- The Washington Times - Wednesday, April 23, 2003

From combined dispatches
Lockheed Martin beat Wall Street estimates yesterday, reporting higher first-quarter earnings from a surge in fighter jet and military aircraft sales.
Aeronautics revenue for the Bethesda-based defense contractor rose 57 percent from fighter programs such as the F-16 and development work on the new F/A-22 and F-35 fighters.
Lockheed posted a 15 percent jump in profits for the first quarter ended March 31 to $250 million (55 cents per share) from $218 million (49 cents) a year earlier, beating the consensus estimate of 42 cents per share by analysts surveyed by Thomson First Call.
Sales rose 18 percent to $7.05 billion from $5.97 billion. Much of that was attributable to aircraft sales, which grew from $1.33 billion to $2.01 billion in the quarter.
Earlier this month, Lockheed signed a $3.5 billion contract with Poland for 48 F-16 fighters, adding to the record $74.6 billion backlog that the company reported in the first quarter.
Lockheed officials said the company doesn't expect any short-term impact from a strike at its Fort Worth, Texas, plant that manufactures F-16s and the midsection of the F-22. About 4,000 workers went on strike April 13, demanding higher wages and better medical insurance.
For the year, Lockheed said it expects to earn between $2.20 and $2.30 per share in 2003, up from its earlier guidance of $2.15 to $2.20 per share. The company also said it expects sales to be 8 percent to 12 percent higher than in 2002.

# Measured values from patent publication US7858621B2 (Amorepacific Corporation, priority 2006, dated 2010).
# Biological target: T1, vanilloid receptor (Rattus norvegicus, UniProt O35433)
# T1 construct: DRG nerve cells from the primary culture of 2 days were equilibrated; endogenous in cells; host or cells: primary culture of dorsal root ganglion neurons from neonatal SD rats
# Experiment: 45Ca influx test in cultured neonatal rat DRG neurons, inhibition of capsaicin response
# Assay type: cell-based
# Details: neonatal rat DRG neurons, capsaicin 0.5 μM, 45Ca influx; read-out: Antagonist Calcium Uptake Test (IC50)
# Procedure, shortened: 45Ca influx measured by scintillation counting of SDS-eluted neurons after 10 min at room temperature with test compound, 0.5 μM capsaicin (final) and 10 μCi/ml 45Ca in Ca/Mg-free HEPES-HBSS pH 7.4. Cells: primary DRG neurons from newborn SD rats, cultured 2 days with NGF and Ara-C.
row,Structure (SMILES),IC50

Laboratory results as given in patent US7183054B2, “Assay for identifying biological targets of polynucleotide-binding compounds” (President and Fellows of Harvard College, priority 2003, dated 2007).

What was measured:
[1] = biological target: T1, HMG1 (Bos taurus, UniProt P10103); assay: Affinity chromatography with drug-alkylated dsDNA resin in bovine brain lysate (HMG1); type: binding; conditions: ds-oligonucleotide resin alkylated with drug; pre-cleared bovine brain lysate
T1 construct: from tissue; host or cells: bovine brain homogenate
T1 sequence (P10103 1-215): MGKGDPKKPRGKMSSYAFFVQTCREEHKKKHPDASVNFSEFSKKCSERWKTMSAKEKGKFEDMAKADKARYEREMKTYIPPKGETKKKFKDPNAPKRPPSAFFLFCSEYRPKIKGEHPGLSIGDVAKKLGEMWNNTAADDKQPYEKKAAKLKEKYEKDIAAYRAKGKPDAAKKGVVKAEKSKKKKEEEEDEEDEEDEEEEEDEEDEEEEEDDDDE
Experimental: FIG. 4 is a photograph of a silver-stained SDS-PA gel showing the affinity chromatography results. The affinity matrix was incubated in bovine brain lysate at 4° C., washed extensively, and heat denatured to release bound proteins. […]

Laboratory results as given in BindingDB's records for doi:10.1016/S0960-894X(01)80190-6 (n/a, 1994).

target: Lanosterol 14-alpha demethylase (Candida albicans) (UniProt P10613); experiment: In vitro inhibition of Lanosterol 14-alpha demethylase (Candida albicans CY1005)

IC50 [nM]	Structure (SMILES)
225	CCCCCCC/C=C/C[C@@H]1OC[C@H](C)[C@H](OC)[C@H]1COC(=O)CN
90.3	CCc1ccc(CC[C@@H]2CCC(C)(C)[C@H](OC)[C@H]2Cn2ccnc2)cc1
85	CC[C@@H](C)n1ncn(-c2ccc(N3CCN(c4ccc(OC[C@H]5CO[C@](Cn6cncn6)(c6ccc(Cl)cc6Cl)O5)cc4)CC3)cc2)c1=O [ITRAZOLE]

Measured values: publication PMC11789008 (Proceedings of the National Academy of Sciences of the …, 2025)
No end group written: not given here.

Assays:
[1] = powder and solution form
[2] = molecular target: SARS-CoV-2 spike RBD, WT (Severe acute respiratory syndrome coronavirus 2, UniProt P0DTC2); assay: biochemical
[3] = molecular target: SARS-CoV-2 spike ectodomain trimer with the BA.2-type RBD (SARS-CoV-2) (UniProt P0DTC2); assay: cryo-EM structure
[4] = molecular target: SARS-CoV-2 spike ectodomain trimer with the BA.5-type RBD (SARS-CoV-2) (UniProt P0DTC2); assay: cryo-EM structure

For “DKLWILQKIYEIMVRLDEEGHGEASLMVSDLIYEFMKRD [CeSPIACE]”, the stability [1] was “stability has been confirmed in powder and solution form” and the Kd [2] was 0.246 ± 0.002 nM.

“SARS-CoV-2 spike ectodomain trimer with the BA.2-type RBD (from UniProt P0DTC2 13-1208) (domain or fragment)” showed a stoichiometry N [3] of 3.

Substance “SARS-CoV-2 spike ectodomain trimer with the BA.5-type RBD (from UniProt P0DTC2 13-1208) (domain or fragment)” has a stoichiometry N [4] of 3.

The federal government will pay a higher portion of Lockheed's pension expenses than previously expected, cutting the company's pension expense to $305 million this year, from $330 million originally forecast. The company can recover pension costs under government contracts.
Among other area companies reporting earnings yesterday:
The Washington Post Co., which said first-quarter profits soared to $73.1 million ($7.59 per share) from $11.6 million ($1.16) a year earlier.
Capital Automotive REIT, a McLean specialty financing company for automotive retail real estate, which said earnings in the first quarter climbed 9 percent to $11.9 million (41 cents per diluted share) from $10.9 million (39 cents) in the previous year.
American Management Systems Inc., a Fairfax information-technology consulting firm, which narrowed first-quarter earnings 43 percent to $6.3 million (15 cents per diluted share) from $10.7 million (25 cents) a year earlier.
Analex Corp., an Alexandria intelligence and biological defense company, which said first-quarter income rose 86 percent to $735,400 (4 cents per share) from $395,200 (2 cents) a year earlier.
Staff writer Marguerite Higgins contributed to this report.


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